If you have been in a gym long enough, you have surely heard about "macros". Whether it be some buddies talking about how many macros they consume on a daily basis, or spilling the beans on how many macros are actually in your favorite Starbucks drink. Regardless of the context, macros can be quite intimidating when you first hear about them. Hopefully, this will provide a simpler approach to what macros are, what they break down into once consumed, and how to track them.
There are two main categories for the nutrients we consume; macronutrients and micronutrients. "Macro-", meaning "large scale". "Micro-", meaning "extremely small'. Therefore, we need large amounts of macronutrients, and small amounts of micronutrients. Macronutrients consist of protein, carbs, fat, and even alcohol. Micronutrients are your vitamins and minerals, such as vitamin D and magnesium. Each of these, big or small, have specific roles once they are consumed. So it is important to get adequate amounts of each. What is "adequate" is largely dictated by the individual and their goals.
Let’s start with protein. Protein is large chains of amino acids, most easily obtained via animal sources, but can also be obtained with the appropriate combination of plan products. Once consumed, protein breaks down into amino acids in the digestive system. I won’t bore you with the specific roles that each amino acid has, but most importantly, amino acids aid in muscle building, tissue repair, nutrient transportation, immune support, hormonal regulation, as well as many other functions. For the purpose that most people are after, getting enough protein allows for the muscles to heal and get stronger at a normal rate, which helps with seeing results in the gym sooner.
The main question I get as a coach is usually, “How much protein should I be eating?”. The number I tell people is 0.8g - 1.2g of protein per pound of body weight. For example, if you are a 150lb individual, you would want to eat 120g - 180g of protein per day. I know that number has a pretty large gap. But based on your specific goal, you would lean more one way than the other. Those trying to lose weight would most often favor higher protein to maintain lean body mass. And those aiming for performance or to gain weight can usually aim towards the lower or middle range. Protein is also an essential nutrient, meaning that you cannot survive without it long term.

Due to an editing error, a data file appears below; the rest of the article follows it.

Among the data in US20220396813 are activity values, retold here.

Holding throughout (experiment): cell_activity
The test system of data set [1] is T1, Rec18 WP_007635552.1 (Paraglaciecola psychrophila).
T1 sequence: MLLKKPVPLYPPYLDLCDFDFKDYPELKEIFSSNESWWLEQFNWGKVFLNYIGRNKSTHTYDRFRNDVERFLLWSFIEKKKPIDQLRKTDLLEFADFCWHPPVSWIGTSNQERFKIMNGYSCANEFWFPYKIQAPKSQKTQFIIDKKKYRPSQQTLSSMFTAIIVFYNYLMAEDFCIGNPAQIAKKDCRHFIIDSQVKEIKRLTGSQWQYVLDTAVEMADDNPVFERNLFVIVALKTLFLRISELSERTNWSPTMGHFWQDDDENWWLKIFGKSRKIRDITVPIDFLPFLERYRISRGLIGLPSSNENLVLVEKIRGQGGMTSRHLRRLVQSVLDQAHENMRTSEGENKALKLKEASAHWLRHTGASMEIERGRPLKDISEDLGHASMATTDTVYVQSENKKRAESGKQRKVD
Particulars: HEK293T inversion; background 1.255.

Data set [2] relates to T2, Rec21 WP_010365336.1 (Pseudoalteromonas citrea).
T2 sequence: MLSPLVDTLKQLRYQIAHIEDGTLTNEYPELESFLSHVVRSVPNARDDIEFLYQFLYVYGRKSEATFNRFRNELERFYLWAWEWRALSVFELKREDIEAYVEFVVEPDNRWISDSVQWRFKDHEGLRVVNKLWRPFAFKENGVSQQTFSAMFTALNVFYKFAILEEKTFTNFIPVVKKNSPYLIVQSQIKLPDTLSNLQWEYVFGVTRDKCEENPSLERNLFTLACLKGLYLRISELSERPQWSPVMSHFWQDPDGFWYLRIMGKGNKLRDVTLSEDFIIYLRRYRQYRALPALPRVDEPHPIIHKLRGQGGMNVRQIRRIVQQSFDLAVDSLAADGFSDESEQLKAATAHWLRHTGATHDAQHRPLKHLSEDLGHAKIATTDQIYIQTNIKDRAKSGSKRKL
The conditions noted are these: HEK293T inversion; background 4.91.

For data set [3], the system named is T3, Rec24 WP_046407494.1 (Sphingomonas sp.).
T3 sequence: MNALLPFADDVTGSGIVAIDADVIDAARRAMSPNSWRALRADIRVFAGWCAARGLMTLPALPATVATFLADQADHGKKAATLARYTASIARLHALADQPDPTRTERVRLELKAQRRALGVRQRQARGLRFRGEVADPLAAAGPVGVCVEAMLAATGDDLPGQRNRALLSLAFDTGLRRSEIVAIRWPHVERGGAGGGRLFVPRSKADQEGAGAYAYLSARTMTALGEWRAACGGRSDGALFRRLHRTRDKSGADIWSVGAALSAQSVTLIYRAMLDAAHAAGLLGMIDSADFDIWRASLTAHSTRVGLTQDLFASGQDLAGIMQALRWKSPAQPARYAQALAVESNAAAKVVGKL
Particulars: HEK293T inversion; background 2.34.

So what about fats? Fat today actually has a better reputation than it did 10 years ago, but people are still skeptical about consuming fat. Fat breaks down into fatty acids and glycerol. The main function fat has in the body is storing energy, hormonal function, and absorption of fat soluble vitamins in the body. Fat is also an essential nutrient for the body, meaning that you cannot survive without it, much like protein. When looking at how much an individual needs, the recommendation is 0.3g - 0.6g per pound of body weight. Take the same 150lb individual from above, they would need 45g - 90g of fat. The reason this number is so much smaller than the protein number above is because fat is a much more dense nutrient than protein, providing 9 calories per gram, versus 4 calories per gram for protein.
The final macronutrient to cover is carbohydrates. Carbs break down into glucose, as well as other simple sugars. I want to stop here and address the elephant in the room. sugar.
We see sugar as a bad thing. 30-40 years ago, fat was the boogeyman, and today, carbs are the boogeyman. But understanding that ALL carbohydrates break down into a form of sugar means that there isn’t a "BAD" carbohydrate. But while all carbs will breakdown into sugar, some carbohydrates do offer more bang for your buck. Some carbs will give you more micronutrients, fiber, and satiety, such as fibrous veggies, potatoes, and fruits. While other carbohydrates may only provide empty calorie palatable sweetness from candy, baked goods, soda, etc
Carbohydrates help provide energy, as well as the storage of energy for later use. So when it comes to the proper amounts recommended, we simply fill in the void that is left after determining the protein and fat amounts. Now, to wrap this up, let’s discuss how to track macros. There are a ton of food logging and tracking apps available, so there really isn’t a right or wrong one. As long as it gives you the ability to input food you eat and can see what your macros look like for protein, fat, and carbohydrates, it’s good to use.
So, to answer my question in the beginning, I do believe macros are still a thing. With all of the fad diets that are out there, I like to think simple is better. For some people, tracking macros is simpler. For others, just tracking food quality is progress. When it comes to nutrition and tracking your foods, looking at macronutrientshelp you focus more of your attention when it comes to nutrition on three numbers. I hope this is a helpful resource for understanding macros a little bit better.